Friday, July 8, 2011

Sendak and Tolkien: "The Hobbit" that never was

Image: Maurice Sendak/Beinecke Rare Book and Manuscript Library of Yale University, via LA Times
There's been much ado about dwarves recently with the latest image to come out of Peter Jackson's version of the Hobbit. I stumbled upon this amazing article from the LA Times (back in March) on an abandoned project by beloved children's book author/illustrator Maurice Sendak and Lord of the Rings himself. From the article:
If you look closely, you will discover a master at work in the art of subtlety: Notice the heavy crosshatching used to weigh down a world-weary Gandalf contrasted with the open, airy line work that renders the jovial Bilbo. These depictions speak in an artistic conversation that has been ongoing for centuries, yet they are immediate and approachable by the child of today.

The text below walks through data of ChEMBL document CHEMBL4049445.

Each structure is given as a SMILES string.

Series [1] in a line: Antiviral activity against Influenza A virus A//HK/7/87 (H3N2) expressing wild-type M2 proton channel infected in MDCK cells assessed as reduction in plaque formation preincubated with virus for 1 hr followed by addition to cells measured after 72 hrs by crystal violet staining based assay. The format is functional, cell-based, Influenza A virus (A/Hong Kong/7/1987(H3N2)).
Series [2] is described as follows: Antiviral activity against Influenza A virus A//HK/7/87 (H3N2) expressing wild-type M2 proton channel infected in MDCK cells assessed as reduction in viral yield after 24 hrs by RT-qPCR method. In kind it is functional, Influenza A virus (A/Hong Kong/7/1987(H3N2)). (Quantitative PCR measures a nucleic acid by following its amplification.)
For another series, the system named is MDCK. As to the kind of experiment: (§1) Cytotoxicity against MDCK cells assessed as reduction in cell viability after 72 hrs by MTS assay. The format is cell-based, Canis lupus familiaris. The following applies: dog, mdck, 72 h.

As Sendak noted passages for possible illustration and sketched in the margins of his copy of the book, the publisher prepared the art samples for Tolkien’s approval. The editor mislabeled the samples, however, identifying the wood-elves as “hobbits,” as Sendak recalled to Maguire. This blunder nettled Tolkien. His reply was that Sendak had not read the book closely and did not know what a hobbit was. Consequently, Tolkien did not approve the drawings. Sendak was furious.
Read the rest of the article to get the full story.

I find this fascinating and heartbreaking all at once. Sendak's art is vibrant and original and his interpretation may have defined fantasy for a generation had it made it to publication. Sadly, where the wild things are not is Middle Earth.

What do you think?

1 comment:

Eli Arndt said...

This is a sad tale indeed. I have always loved Sendak's work. He is a perfect pairing with Tolkien's work.

Perhaps some day somebody will release a version of the Hobbit that mighth ave been.